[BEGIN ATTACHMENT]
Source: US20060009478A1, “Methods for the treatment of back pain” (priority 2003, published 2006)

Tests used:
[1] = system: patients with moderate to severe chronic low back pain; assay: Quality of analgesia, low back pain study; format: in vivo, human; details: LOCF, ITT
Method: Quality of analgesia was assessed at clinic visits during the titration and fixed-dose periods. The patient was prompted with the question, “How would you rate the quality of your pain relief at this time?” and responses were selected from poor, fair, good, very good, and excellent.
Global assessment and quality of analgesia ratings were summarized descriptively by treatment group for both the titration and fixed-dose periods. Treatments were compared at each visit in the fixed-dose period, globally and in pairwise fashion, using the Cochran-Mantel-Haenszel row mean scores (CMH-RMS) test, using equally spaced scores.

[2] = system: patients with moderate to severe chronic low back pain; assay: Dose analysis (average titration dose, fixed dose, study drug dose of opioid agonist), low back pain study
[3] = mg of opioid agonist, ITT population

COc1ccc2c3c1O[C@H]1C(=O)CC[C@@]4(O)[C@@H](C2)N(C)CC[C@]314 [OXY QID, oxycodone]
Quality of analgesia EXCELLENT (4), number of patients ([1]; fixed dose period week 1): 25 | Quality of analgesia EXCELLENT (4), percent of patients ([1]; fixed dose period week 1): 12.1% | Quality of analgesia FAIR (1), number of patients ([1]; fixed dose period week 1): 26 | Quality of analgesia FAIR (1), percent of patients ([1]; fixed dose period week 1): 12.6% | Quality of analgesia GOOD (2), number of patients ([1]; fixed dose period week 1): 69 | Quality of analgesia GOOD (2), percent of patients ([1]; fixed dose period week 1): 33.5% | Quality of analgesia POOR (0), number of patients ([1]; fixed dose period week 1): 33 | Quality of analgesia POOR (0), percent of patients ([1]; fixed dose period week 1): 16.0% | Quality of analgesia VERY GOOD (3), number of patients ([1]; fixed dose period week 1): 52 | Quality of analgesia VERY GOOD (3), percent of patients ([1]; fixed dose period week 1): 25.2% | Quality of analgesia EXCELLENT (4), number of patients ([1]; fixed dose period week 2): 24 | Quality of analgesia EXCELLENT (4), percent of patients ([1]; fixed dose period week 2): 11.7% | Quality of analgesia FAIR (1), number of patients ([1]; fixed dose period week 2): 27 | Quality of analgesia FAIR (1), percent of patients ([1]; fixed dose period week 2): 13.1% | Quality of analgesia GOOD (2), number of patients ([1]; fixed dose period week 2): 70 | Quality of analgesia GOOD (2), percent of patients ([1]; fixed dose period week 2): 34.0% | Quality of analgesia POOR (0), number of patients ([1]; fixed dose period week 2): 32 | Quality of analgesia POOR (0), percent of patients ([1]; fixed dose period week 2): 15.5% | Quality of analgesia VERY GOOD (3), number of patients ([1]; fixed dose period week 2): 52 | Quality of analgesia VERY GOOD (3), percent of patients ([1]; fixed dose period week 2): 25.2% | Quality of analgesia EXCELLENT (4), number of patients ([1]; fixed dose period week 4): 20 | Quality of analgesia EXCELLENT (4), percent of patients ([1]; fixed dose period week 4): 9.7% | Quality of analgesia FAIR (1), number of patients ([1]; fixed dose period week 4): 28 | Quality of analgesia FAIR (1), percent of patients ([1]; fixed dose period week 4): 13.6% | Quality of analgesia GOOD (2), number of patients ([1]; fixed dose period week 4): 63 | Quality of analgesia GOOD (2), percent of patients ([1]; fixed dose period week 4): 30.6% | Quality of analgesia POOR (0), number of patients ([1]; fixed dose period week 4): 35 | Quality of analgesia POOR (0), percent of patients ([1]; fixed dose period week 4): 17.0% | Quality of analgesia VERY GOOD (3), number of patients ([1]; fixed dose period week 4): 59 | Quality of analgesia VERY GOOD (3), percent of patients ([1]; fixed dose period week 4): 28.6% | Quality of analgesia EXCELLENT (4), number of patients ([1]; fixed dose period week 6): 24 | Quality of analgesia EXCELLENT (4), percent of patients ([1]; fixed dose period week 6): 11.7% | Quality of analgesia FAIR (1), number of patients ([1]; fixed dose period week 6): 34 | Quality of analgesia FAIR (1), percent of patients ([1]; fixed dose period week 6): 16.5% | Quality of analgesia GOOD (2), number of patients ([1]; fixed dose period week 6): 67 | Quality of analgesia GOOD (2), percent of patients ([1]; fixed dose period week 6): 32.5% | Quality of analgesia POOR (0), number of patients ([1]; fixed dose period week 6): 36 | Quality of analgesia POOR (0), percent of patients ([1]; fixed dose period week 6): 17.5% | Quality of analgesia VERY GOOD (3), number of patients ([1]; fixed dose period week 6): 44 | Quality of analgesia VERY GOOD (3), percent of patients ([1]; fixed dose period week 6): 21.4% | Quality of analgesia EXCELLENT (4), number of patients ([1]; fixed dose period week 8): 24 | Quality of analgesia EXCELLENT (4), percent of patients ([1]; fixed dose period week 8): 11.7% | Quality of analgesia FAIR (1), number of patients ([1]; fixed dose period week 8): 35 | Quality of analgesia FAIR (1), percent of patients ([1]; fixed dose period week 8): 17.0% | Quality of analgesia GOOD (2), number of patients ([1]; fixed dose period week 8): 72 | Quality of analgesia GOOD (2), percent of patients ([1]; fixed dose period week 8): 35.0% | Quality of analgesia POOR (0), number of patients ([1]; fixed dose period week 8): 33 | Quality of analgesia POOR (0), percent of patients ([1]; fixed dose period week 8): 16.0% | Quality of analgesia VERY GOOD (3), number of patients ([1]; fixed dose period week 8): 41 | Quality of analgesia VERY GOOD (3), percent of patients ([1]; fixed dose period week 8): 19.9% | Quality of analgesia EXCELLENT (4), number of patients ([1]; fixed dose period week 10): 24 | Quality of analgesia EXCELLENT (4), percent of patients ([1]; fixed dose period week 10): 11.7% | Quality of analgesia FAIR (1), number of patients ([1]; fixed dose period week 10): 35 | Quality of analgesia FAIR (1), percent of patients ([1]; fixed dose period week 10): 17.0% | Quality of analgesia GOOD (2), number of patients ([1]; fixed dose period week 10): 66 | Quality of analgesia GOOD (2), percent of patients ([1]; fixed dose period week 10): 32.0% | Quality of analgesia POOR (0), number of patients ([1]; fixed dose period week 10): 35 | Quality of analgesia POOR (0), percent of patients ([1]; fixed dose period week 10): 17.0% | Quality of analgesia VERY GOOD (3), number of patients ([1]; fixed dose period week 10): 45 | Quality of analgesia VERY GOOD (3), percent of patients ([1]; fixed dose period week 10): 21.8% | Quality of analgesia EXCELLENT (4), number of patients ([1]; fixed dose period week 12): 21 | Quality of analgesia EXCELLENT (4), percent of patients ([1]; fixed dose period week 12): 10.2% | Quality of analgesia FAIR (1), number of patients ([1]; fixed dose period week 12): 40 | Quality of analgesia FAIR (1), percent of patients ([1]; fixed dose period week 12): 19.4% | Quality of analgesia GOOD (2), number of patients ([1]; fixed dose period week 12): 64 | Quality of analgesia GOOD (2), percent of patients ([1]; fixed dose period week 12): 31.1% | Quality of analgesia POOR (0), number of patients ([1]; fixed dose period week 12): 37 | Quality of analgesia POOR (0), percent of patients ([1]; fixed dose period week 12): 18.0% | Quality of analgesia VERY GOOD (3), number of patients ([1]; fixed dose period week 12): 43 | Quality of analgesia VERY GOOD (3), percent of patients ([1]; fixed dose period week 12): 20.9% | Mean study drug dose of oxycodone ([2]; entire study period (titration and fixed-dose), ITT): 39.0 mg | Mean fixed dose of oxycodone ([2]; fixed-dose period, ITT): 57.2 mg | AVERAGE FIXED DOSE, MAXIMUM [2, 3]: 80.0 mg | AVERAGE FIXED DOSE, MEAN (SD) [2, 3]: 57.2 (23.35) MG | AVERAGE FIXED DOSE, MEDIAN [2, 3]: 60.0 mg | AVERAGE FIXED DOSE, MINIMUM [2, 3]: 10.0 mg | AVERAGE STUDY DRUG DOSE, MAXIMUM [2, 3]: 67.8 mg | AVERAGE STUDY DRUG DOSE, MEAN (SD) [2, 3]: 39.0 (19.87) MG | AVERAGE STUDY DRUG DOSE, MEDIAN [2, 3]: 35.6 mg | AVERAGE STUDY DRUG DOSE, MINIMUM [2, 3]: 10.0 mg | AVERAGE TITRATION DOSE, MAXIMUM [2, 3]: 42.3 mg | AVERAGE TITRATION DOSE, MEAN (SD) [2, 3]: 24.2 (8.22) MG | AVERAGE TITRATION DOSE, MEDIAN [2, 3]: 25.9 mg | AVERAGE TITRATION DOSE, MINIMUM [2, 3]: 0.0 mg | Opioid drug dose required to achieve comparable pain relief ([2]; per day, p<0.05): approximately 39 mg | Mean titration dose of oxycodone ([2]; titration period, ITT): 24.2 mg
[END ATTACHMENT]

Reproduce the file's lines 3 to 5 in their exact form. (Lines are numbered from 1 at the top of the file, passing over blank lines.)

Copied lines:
[1] = system: patients with moderate to severe chronic low back pain; assay: Quality of analgesia, low back pain study; format: in vivo, human; details: LOCF, ITT
Method: Quality of analgesia was assessed at clinic visits during the titration and fixed-dose periods. The patient was prompted with the question, “How would you rate the quality of your pain relief at this time?” and responses were selected from poor, fair, good, very good, and excellent.
Global assessment and quality of analgesia ratings were summarized descriptively by treatment group for both the titration and fixed-dose periods. Treatments were compared at each visit in the fixed-dose period, globally and in pairwise fashion, using the Cochran-Mantel-Haenszel row mean scores (CMH-RMS) test, using equally spaced scores.